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Archive for month: March, 2021
The Massawippi Conservation Trust (MCT) has been considerably active over the past few years for the protection of the natural environments of its territory, and more particularly within the conservation core identified on the western shore of Lake Massawippi. Out of a natural habitat core covering 1,200 hectares, 36.7% of the natural environments are protected in perpetuity thanks to the work of the MCT. This is remarkable!
To achieve these important ecological gains, MCT has been working for over ten years in concert with Appalachian Corridor. From its offices in Eastman, the multidisciplinary team of professionals offers its 17 affiliated members a range of services for the implementation of conservation actions in its territory of action, which extends from Granby to Sherbrooke and south to the Canada-U.S. border. Over the past 18 years, Appalachian Corridor and its partners have protected 14,619 hectares of our rich and precious regional territory!
Among other things, when the MCT wishes to acquire a piece of land for conservation purposes in perpetuity, the Appalachian Corridor team is active in supporting the project by conducting an assessment of the ecological value of the area.
During its visits, the Appalachian Corridor knowledge acquisition team seeks to obtain a complete picture of the property’s biodiversity and sensitive environments. This is why it travels throughout the territory in search of species in a precarious situation, including birds, amphibians, reptiles, mammals and flora. Wetlands, areas with steep slopes, watercourses and mature stands are sensitive areas where the greatest biodiversity and sensitive species are often found. Biologists always keep their eyes and ears open so as not to miss anything.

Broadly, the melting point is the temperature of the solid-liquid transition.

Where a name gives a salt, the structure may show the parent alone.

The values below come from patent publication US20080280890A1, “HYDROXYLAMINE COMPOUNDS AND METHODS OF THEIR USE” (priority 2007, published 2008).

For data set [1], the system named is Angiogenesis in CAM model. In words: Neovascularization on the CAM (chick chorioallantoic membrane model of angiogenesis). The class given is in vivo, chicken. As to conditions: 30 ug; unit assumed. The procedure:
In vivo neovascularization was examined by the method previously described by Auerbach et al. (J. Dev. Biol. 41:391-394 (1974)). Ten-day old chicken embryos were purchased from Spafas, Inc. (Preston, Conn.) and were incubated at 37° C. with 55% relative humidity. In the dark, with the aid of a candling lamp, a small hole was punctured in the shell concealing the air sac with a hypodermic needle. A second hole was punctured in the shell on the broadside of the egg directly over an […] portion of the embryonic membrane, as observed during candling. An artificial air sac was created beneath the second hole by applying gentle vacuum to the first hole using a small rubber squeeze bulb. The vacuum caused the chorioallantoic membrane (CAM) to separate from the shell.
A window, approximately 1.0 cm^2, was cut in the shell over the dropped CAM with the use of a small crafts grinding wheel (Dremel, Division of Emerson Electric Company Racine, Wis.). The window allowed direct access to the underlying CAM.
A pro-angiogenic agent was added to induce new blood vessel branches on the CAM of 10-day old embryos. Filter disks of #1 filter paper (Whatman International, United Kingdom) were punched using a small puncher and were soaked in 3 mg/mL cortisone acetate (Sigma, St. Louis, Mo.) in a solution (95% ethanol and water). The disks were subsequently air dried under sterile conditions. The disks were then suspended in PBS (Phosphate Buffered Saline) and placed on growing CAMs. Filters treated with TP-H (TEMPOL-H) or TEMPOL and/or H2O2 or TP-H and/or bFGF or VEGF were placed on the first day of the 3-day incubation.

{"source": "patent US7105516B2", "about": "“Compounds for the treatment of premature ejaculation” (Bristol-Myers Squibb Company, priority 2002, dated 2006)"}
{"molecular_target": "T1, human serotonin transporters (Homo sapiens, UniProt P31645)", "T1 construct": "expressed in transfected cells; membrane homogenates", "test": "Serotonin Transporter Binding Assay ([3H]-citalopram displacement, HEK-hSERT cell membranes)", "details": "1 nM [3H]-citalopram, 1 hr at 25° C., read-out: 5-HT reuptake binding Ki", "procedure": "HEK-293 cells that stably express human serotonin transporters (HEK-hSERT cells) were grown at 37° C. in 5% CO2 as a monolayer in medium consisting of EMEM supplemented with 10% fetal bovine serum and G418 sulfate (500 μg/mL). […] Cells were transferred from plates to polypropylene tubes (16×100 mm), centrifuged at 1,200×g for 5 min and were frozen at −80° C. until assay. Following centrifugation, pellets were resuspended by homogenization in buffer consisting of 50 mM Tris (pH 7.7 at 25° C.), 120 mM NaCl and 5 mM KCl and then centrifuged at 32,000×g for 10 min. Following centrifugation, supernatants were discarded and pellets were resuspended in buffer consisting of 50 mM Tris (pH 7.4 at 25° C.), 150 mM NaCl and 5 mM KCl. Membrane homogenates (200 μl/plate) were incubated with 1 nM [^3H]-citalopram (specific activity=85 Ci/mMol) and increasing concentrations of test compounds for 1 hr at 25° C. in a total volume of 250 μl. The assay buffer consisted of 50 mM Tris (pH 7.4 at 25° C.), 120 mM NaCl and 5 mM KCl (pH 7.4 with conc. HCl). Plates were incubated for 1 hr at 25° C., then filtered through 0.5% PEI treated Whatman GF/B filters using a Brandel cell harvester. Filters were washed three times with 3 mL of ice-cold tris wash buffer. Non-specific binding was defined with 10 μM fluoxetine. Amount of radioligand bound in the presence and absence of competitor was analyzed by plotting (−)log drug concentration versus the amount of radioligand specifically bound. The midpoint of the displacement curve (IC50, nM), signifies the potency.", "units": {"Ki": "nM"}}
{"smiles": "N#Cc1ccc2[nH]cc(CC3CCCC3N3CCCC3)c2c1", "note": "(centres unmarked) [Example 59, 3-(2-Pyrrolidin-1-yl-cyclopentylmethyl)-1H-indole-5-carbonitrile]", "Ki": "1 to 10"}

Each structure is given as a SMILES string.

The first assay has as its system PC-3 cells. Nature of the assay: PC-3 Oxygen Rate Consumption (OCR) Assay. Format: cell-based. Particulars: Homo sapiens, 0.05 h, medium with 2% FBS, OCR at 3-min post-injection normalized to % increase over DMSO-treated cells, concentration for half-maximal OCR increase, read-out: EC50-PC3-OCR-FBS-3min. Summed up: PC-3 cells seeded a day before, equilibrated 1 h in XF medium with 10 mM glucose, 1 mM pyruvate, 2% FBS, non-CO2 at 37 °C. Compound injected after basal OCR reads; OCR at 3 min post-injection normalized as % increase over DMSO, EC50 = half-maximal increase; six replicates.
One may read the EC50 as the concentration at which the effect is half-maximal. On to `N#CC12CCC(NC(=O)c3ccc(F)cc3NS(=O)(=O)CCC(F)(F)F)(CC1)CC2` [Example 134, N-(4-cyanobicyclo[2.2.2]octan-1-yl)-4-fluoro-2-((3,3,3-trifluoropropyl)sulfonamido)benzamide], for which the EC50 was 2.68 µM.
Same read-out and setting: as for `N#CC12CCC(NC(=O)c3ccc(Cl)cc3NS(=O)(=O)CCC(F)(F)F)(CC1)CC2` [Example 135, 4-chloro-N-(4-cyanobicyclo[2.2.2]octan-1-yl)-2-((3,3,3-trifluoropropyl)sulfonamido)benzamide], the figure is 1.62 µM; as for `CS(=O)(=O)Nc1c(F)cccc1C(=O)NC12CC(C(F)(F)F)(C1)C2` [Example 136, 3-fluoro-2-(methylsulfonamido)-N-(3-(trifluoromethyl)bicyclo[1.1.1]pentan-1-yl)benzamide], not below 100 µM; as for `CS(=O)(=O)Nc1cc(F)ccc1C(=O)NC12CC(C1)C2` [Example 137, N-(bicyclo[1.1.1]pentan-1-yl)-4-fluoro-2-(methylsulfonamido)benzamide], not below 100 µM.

Old maple groves are among the important targets to be evaluated on the land, especially those that are less accessible because they have usually suffered less disturbance and have more integrity. These maple groves are often rich and shelter a beautiful diversity of species, particularly plant species, some of which are in a precarious situation, such as wild garlic, which is only found in this type of habitat. The red oak stands present in this core habitat are another ecological element of interest in this sector since this type of forest stand is quite rare in our region. These stands are now only found on a few mountain peaks or slopes.
Streams are also one of the biologists’ favorite targets, particularly within the FCM’s core habitat because they are mountain streams where clear, cold and well-oxygenated water flows towards Lake Massawippi. These streams are home to several wildlife species, including amphibians that are very sensitive to the quality of the water and their environment – the northern dusky salamander and the purple salamander. The northern dusky salamander is likely to be designated threatened or vulnerable in Quebec, while the purple salamander is designated vulnerable.
The protection of streams and riparian zones are very important for these species, in addition to being essential to maintaining water quality in Lake Massawippi. It is probably due to the presence of these streams within the core habitat that a population of lake trout, also known as Gray Trout , is maintained in Lake Massawippi since this fish requires a habitat that has cold, clear, well-oxygenated water and where the pH is higher than 5.4.
Clément Robidoux, Conservation Director and Victor Grivegnée-Dumoulin, Biologist, Knowledge Acquisition Coordinator
Tom Wilcox is a founding trustee of the Massawippi Foundation and the Massawippi Conservation Trust.
Tom is not new to Lake Massawippi, in fact he is a fifth generation American who is part of the long tradition of Americans who have been coming to Canada to escape the heat of the big city and enjoy life at the lake. His grandfather bought land 120 years ago and his father built the camp after the end of World War two.